A canned cackling came from the kitchen, along with a thick, trailing fog. “Enter the kitchen of despair, if you dare!” someone shouted. “Every third chocolate is poisoned. Test your luck!”

“She means it,” Finn said in an undertone as they heard the other people branch off into the kitchen, whispering and laughing. “If this party’s anything like last year’s, there’s ex-lax in a third of them. Lurch helped Josie make them, and he was still on the toilet for five hours. I’d stay away from all of the food as a general rule tonight.”

“Come! Try some of Lurch’s Swamp Juice,” the woman, Josie apparently, said in a seductive voice.

Laughter spilled out of Adalia as she led Finn onward. “Was that meant to be appealing?” The next door they passed had a sign illuminated by a glow stick border. Try your luck at the pit of despair! The bathtub may be full of snakes, but there’s a prize at the bottom! It could be a winning lottery ticket, it could be a tootsie roll. There’s one way to find out. 😉

They passed another room, Dottie’s bedroom. The sign on the door read Enter at your own risk, and the door was cracked open. Someone screamed inside and Finn jumped.

“We’re not going in there, are we?” he asked nervously.

“Not yet,” Adalia said, leading him past it. More spider webs trailed through the air, tiny yarn spiders snagging on their heads and arms. Adalia plucked one to look at later, in the light. If Blue had made them, she had no doubt they were perfect.

Finally, they reached the door at the end of the hall, the one that led to River’s old room. “Here we are,” she said, shooting Finn an evil look he probably couldn’t see in the dim lighting.

The sign on this door said, This is your last chance to turn around. Really.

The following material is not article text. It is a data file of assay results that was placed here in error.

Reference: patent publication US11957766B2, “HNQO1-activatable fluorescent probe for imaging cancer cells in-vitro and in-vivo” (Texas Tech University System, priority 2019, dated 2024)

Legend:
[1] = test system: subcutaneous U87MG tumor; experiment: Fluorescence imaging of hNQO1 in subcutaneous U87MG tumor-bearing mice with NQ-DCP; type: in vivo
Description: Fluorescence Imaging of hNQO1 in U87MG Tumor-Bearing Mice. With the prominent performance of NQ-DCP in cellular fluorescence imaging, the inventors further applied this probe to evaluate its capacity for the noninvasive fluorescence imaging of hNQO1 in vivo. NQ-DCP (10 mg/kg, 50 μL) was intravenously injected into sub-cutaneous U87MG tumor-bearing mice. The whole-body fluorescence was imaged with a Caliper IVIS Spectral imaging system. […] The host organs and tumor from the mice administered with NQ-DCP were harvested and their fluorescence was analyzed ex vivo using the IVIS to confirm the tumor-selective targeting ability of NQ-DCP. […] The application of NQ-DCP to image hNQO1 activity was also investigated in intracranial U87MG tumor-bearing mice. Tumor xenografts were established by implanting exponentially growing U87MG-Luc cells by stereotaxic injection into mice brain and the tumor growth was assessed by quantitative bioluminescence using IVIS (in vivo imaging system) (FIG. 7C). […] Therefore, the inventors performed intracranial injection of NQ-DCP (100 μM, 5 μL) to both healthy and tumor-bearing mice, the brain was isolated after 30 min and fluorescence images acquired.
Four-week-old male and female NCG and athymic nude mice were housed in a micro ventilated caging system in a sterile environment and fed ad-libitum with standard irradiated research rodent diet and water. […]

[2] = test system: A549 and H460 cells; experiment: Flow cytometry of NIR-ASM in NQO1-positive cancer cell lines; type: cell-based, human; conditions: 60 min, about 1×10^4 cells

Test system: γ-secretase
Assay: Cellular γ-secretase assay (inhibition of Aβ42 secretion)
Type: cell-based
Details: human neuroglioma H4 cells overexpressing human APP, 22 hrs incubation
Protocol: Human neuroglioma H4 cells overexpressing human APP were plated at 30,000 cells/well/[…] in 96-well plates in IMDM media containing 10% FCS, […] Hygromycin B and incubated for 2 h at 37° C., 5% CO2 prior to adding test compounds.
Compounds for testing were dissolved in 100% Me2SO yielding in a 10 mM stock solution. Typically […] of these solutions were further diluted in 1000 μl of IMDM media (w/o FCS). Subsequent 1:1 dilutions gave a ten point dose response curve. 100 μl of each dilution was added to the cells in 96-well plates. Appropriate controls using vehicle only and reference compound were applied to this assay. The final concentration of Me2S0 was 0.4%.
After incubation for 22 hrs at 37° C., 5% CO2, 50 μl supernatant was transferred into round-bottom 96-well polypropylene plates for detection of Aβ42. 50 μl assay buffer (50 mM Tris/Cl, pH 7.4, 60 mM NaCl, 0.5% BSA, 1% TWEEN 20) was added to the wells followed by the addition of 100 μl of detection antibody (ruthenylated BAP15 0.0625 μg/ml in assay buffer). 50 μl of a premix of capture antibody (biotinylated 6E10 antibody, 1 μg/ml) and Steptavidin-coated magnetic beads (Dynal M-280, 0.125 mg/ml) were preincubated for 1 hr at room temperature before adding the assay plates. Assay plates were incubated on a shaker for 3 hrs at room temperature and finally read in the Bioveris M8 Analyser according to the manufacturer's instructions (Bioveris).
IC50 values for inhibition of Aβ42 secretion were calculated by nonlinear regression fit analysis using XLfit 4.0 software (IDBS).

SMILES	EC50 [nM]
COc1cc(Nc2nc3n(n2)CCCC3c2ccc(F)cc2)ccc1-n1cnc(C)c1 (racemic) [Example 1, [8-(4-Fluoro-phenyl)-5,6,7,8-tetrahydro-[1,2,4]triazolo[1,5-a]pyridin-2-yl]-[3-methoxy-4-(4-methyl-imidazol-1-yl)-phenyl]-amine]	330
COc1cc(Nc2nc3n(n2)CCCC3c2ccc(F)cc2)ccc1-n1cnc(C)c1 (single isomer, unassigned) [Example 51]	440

Finn’s hand tightened around hers. “This is going to be terrifying, isn’t it?”

She squeezed back. “Let’s go in.”

Canned laughter seeped from the room, making a smile dance on Adalia’s face. She pushed Finn in, her eyes on him.

“What the—” But he didn’t get to the final word before he burst out laughing.

Every single surface in the small room was covered in clown art. There was even a clown mannequin splayed out on the bed. The canned laughter started again, on repeat.

“They’re on loan from one of the artists Dottie tried to send us to for the art display,” she said with a grin. “Get this. She’s Lurch’s ex-girlfriend. Anyway, I contacted her and asked if she rented her pieces out for special occasions. This is the first ever Buchanan haunted house to have a clown room. The voice, of course, is Lurch laughing.”

She turned to Finn, pulling him close again by his cravat. “It felt only appropriate to terrify you with something related to the art display, seeing as it brought us together.”

“This is, without a doubt, the most terrifying room I’ve ever been in,” he said, grinning at her. “I love it. And I love you.” And he lifted her into the air and swung her around, the clowns a whirl of lurid color and then he kissed her, a passionate kiss that sucked the air out of both of them, before they pulled away panting to see Jack behind them, a funny expression on his face.

“Whatever gets your rocks off,” he said with a small smile.

And the sight of him standing there, alone—dressed in a shirt that said COSTUME—had he heard the story about Maisie, or had they independently thought up the same bad idea?—made her long to do something for him. To help him. To support him. To get him beyond that wall of guilt. Because if she deserved a second chance, surely Jack did too.